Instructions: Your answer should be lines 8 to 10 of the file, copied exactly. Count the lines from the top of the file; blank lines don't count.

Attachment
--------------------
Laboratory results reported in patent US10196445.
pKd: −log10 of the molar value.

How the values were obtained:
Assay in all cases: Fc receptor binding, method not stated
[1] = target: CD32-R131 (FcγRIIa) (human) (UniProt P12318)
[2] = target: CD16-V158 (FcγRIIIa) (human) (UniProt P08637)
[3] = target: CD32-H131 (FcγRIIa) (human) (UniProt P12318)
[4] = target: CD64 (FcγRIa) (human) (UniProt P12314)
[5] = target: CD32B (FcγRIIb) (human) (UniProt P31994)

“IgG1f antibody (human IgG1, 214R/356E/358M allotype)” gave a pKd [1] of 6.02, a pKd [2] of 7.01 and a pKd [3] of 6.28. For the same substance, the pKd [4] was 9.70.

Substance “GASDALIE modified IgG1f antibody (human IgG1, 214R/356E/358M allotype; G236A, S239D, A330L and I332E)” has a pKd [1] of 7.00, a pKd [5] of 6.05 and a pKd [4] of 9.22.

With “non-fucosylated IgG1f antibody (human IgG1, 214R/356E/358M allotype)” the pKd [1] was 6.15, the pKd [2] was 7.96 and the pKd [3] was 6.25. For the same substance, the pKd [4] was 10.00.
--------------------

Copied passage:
[4] = target: CD64 (FcγRIa) (human) (UniProt P12314)
[5] = target: CD32B (FcγRIIb) (human) (UniProt P31994)

“IgG1f antibody (human IgG1, 214R/356E/358M allotype)” gave a pKd [1] of 6.02, a pKd [2] of 7.01 and a pKd [3] of 6.28. For the same substance, the pKd [4] was 9.70.